First posts of each month in 2004

January: Gateway by Fredrrik Pohl. As good as I remembered it as being.

February: The five questions meme: I’ve seen this floating around, but part of the problem is catching it at the right moment and also finding someone whose questions you think you would like to answer!

March: [three book reviews:] A train to Paris, followed by a trans-Atlantic flight, is a good way to make further inroads into the books bought the other week in London.

April: Just discovered that is one of my colleagues at work. Привет, Игорь!

May: No long weekend in Belgium, but I’ll make the most of what I’ve got.

June: Two of my colleagues have been expelled from Indonesia.

July: This evening: train to Paris, for conference tomorrow.

August: The Year of Our War, by Steph Swainston: Well, this is depressing. A Cambridge graduate, like me, who has dabbled in archaeology, like me, and now works in vaguely international relations stuff, like me, but is about six years younger and has produced a stormingly good first novel.

September: I’d been thinking of doing a post about the tenth anniversary of the IRA ceasefire, pushed a little bit by ‘ reminiscences about the Bad Old Days, by ‘s latest post about terrorism, and by the fact that I participated in a live panel discussion with John Hume and Albert Reynolds about it on RTÉ radio yesterday (don’t worry, Dublin-based readers – you didn’t miss much).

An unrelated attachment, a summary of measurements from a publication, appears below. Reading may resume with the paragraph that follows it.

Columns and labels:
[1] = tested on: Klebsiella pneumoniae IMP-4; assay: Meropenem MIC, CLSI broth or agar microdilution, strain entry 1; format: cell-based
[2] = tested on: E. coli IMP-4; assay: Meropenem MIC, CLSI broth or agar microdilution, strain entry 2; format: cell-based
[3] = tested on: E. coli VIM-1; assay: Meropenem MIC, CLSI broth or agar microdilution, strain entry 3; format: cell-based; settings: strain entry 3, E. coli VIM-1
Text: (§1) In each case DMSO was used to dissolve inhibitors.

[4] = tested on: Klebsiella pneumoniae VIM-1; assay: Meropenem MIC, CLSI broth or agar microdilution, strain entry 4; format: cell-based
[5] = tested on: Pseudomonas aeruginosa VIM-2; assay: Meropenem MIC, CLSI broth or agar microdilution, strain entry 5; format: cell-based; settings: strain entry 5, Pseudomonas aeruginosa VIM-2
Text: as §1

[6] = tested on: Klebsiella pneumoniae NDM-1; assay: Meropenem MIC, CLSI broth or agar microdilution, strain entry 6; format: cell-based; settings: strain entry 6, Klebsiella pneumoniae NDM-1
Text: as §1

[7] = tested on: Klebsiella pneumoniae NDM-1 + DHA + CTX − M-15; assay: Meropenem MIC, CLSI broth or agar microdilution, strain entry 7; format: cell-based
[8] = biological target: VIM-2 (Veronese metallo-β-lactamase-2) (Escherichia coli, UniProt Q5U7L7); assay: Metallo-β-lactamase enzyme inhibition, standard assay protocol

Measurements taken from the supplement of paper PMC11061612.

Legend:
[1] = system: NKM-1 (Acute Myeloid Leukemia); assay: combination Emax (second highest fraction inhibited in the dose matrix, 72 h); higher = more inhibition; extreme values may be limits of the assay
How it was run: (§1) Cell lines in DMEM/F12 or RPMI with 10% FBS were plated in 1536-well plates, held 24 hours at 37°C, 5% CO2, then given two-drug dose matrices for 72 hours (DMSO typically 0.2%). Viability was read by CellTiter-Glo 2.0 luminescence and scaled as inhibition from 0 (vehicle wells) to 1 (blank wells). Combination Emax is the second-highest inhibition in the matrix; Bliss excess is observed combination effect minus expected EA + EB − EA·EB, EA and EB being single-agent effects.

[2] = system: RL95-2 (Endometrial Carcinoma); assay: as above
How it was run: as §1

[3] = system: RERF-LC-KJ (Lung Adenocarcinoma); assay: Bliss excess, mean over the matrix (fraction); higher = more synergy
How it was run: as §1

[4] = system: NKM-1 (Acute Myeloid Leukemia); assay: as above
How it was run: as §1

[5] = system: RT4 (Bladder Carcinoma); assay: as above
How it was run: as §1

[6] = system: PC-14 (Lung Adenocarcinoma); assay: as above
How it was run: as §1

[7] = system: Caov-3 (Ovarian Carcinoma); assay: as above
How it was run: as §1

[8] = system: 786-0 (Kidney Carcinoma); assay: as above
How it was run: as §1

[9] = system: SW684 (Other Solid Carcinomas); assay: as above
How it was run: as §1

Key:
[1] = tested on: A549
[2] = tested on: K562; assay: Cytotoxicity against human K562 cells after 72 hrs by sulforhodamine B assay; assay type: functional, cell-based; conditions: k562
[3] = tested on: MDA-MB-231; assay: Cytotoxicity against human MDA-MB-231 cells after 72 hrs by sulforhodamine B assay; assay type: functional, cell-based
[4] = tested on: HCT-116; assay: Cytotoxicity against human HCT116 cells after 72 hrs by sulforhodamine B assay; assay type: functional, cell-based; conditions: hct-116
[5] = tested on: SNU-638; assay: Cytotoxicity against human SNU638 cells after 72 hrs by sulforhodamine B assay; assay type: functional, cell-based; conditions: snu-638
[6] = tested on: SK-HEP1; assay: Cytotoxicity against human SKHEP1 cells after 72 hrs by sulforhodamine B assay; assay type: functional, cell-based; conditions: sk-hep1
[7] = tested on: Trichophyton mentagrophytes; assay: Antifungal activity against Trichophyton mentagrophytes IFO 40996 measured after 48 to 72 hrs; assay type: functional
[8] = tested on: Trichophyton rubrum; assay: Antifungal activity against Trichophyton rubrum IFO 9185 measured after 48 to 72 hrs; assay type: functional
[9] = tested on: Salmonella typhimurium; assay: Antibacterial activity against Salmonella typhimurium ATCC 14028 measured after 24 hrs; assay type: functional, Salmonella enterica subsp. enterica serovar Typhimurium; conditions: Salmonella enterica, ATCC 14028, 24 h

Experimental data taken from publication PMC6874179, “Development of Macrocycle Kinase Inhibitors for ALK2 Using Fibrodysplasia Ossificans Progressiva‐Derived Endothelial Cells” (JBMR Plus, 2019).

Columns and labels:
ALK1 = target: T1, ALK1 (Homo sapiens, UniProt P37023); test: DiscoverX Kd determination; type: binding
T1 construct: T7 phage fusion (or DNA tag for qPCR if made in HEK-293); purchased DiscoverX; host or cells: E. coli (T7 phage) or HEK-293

October: Back from Portugal. Got to swim in the sea on Wednesday and Saturday; had lots of time today to look around Lisbon; stayed in a beautiful monastic retreat house (now owned by a Portuguese foundation).

November: Atonement: A very good book, this, which had been sitting on my “to-read” pile for far too long.

December: The scourge of insomnia.

Lots of books, lots of travel, a little politics. Am off to Rome for 24 hours later today.

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1 Response to First posts of each month in 2004

  1. raycun says:

    They’re not published as a series, but the Zuckerman books by Roth? The four collected as Zuckerman Bound (The Ghost Writer, Zuckerman Unbound, The Anatomy Lesson and The Prague Orgy) and the three mid-90’s books – American Pastoral, I Married a Communist, The Human Stain.

    (It would be helpful to read Portnoy’s Complaint first, because Zuckerman Unbound is partly about the reaction to Portnoy, but it’s not necessary)

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